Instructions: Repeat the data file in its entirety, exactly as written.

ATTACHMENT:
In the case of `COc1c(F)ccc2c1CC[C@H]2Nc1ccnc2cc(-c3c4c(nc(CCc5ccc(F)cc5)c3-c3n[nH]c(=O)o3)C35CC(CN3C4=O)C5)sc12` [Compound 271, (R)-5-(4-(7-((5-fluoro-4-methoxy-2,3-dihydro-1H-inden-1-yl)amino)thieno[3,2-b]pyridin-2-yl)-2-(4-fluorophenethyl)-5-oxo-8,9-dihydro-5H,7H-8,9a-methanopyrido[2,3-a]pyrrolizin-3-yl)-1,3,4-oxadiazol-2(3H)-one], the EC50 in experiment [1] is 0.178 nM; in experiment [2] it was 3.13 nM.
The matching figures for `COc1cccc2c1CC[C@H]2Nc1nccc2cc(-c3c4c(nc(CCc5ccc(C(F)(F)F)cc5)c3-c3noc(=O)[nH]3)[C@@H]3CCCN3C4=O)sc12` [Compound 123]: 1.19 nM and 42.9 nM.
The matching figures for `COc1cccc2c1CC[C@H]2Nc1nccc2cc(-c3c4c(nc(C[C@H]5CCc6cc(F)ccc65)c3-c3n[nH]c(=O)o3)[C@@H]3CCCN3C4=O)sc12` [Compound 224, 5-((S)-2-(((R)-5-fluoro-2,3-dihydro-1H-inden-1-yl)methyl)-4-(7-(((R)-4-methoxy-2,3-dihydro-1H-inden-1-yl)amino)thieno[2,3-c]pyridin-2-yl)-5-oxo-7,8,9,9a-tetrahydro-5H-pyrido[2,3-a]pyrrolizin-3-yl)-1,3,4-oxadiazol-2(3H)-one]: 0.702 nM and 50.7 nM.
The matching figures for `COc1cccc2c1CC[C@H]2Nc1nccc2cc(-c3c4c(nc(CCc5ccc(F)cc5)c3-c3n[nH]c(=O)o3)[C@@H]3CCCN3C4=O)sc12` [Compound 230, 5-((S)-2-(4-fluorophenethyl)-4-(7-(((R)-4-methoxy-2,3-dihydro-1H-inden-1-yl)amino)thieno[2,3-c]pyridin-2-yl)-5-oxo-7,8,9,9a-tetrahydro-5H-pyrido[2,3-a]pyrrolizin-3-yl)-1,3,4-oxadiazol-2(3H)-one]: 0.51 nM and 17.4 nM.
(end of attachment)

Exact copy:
In the case of `COc1c(F)ccc2c1CC[C@H]2Nc1ccnc2cc(-c3c4c(nc(CCc5ccc(F)cc5)c3-c3n[nH]c(=O)o3)C35CC(CN3C4=O)C5)sc12` [Compound 271, (R)-5-(4-(7-((5-fluoro-4-methoxy-2,3-dihydro-1H-inden-1-yl)amino)thieno[3,2-b]pyridin-2-yl)-2-(4-fluorophenethyl)-5-oxo-8,9-dihydro-5H,7H-8,9a-methanopyrido[2,3-a]pyrrolizin-3-yl)-1,3,4-oxadiazol-2(3H)-one], the EC50 in experiment [1] is 0.178 nM; in experiment [2] it was 3.13 nM.
The matching figures for `COc1cccc2c1CC[C@H]2Nc1nccc2cc(-c3c4c(nc(CCc5ccc(C(F)(F)F)cc5)c3-c3noc(=O)[nH]3)[C@@H]3CCCN3C4=O)sc12` [Compound 123]: 1.19 nM and 42.9 nM.
The matching figures for `COc1cccc2c1CC[C@H]2Nc1nccc2cc(-c3c4c(nc(C[C@H]5CCc6cc(F)ccc65)c3-c3n[nH]c(=O)o3)[C@@H]3CCCN3C4=O)sc12` [Compound 224, 5-((S)-2-(((R)-5-fluoro-2,3-dihydro-1H-inden-1-yl)methyl)-4-(7-(((R)-4-methoxy-2,3-dihydro-1H-inden-1-yl)amino)thieno[2,3-c]pyridin-2-yl)-5-oxo-7,8,9,9a-tetrahydro-5H-pyrido[2,3-a]pyrrolizin-3-yl)-1,3,4-oxadiazol-2(3H)-one]: 0.702 nM and 50.7 nM.
The matching figures for `COc1cccc2c1CC[C@H]2Nc1nccc2cc(-c3c4c(nc(CCc5ccc(F)cc5)c3-c3n[nH]c(=O)o3)[C@@H]3CCCN3C4=O)sc12` [Compound 230, 5-((S)-2-(4-fluorophenethyl)-4-(7-(((R)-4-methoxy-2,3-dihydro-1H-inden-1-yl)amino)thieno[2,3-c]pyridin-2-yl)-5-oxo-7,8,9,9a-tetrahydro-5H-pyrido[2,3-a]pyrrolizin-3-yl)-1,3,4-oxadiazol-2(3H)-one]: 0.51 nM and 17.4 nM.